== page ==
Russia were handed a suspended disqualification by UEFA and fined 150,000 euros on Tuesday.
Specifically, this suspended disqualification will only be enacted if Russian fans commit further violent acts inside Euro 2016 stadiums.
For example, if the appalling scenes following the final whistle in Russia’s 1-1 draw with England are repeated, Russia will be ejected from the competition and, as per the tournament rules, all of their fixtures, already played or otherwise, and all points gained or lost by their opponents in said fixtures, would be considered null and void.
If this were to happen, then third-placed teams, both inside and outside Group B, would be severely affected, as the criteria for selecting the best third-placed teams to go through to the knockout rounds emphasises total group stage points collected as the primary selection method.
As to whether further violence – the type that would disqualify Russia – will occur, well, only a person verging into the deluded would assume that UEFA’s actions have done enough to scare the hooligans into acting peacefully.
Multiple flares were lit in the Russian end of the stadium during the England match, and “racist behaviour” was also mentioned in UEFA’s charges. Further in-ground violations may happen.
But then – the concluding bullrush in the England match aside – most of the brutality occurred outside the stadium walls, in the streets and walkways of Marseille, where hordes of Russian and English hooligans mauled one another for fun, seasoning the cobbles and the occasion with blood and teeth.
GoPro footage, from the perspective of some Russian thugs, has since emerged (warning: the images therein are graphically violent). The pegging of glass bottles and the stomping of prone bodies is played out in front of a boppy Russian rap track, and an upbeat jazz number.
A bloodsport within a sport; it’s clear this is the reason many of these travellers have arrived in France, to shout, to fight, and to revel in an orgy of violence fuelled by Heineken and nationalism. The savagery might be tethered to football, the Euros might be used by some as a reason to fight, but it’s clear that some parts of the Russian support just want to punch someone.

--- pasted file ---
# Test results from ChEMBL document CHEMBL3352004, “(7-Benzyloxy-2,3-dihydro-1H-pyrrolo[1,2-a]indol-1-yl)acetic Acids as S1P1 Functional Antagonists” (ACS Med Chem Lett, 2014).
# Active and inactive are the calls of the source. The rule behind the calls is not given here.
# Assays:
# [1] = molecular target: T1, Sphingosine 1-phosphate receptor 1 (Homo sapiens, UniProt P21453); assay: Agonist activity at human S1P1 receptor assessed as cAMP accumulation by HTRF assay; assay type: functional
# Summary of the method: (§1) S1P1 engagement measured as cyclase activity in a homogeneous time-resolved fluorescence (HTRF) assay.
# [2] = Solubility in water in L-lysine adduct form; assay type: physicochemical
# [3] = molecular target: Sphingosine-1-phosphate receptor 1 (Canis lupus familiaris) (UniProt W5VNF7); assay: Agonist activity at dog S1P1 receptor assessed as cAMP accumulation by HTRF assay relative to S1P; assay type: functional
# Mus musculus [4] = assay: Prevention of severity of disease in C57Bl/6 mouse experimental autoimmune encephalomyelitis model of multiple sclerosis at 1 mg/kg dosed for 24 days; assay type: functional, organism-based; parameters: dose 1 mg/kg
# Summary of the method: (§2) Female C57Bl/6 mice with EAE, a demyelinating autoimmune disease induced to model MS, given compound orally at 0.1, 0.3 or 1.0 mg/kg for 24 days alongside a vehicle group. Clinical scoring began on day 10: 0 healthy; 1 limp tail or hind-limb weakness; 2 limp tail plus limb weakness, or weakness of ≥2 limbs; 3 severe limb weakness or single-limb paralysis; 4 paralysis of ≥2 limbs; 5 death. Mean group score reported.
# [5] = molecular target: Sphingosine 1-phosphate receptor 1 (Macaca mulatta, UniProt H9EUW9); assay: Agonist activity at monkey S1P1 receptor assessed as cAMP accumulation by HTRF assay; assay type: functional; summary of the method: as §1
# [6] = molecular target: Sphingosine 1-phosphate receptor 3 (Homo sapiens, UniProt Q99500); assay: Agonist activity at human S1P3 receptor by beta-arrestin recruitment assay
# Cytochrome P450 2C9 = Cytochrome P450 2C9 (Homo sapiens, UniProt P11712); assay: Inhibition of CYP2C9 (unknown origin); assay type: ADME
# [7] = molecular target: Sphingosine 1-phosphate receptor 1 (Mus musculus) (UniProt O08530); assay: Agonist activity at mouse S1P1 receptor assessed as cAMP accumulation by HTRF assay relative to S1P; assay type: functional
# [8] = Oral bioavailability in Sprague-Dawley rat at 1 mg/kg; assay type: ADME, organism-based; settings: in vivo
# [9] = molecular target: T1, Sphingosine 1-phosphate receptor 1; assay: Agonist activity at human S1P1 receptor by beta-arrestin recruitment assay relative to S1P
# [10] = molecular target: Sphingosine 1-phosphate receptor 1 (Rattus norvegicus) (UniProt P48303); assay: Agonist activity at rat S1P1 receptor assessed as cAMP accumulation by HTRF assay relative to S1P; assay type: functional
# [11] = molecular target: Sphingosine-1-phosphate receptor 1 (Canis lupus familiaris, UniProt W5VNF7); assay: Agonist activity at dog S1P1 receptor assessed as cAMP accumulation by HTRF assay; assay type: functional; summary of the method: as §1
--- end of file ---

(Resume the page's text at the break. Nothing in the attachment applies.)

And why wouldn’t they, when their behaviour is actively encouraged by pillars of the Russian footballing establishment? Igor Lebedev, Russian FA member, tweeted out in support of the Russian aggressors, saying “Well done, lads. Keep it up!”.
Various members of the Russian delegation that travelled to France are known members of far-right political groups or figureheads of extremist supporters groups.
In two years’ time, the next World Cup will kick off in Moscow, assuming FIFA don’t reconsider their choice, which they won’t (by the way, the current acting head of UEFA, Ángel María Villar Llona, is also the head of the FIFA bureau chairman of Russia 2018).
It seems safe to assume that, in the next two years, Russia probably won’t have improved the atmosphere of racism, homophobia and violence that tends to gravitate around their footballing centres. The Zenit St Petersburg supporter group that demanded their team sign and play only white, heterosexual players is still alive and well.
The 2014 Sochi Winter Olympics saw widespread condemnation from participating athletes and nations of Russia’s anti-LGBTQ stance, and little has changed since.
What will happen when, on home soil, defending their turf, these same brutish factions balaclava-up and take to the streets in 2018? Cost of travel and accommodation will now be a non-factor, and one assumes incidents of racist chanting, like we saw at Euro 2012 in Poland and the Ukraine, will be even more frequent at a broader World Cup, where African and South American teams are present.
Will there be outright warring on the streets? How many will be injured critically, like one Englishman was in the battle of Marseille? How many foreheads will be split by the batons of over-zealous policeman responding to the frenzied chaos?
Leonid Slutsky, the Russian head coach, has made an appeal to fans to behave themselves. The French police have already started deporting suspected Russian hooligans, a matter of too-little-too-late when you consider the minimal police presence inside the stadium in Marseille, an astonishingly reckless oversight.
As to the state of the policing, a senior Russian law enforcement official tweeted out condemning the failure of the French police to control the situation, saying that they are more used to policing “gay parades”. Charming.
The entire Russian nation cannot be defined by the acts of a few violent groups, or by the remarks of a few politicians. These appalling events have caused genuine outrage, and drawn stone-faced criticism, from all sides.
The English hoodlums are to blame for Marseille running red as well. But it’s Russia that will host the world’s biggest sporting tournament in two years’ time, and it is the country’s track record of tolerating – even promoting – the ignorant, hateful oppressors of human rights that cause such pessimism.
We cannot rely on FIFA to act in defence of basic morality. We cannot reasonably expect the Putin government to put forth anything more than tokenistic reform measures. So what hope is there?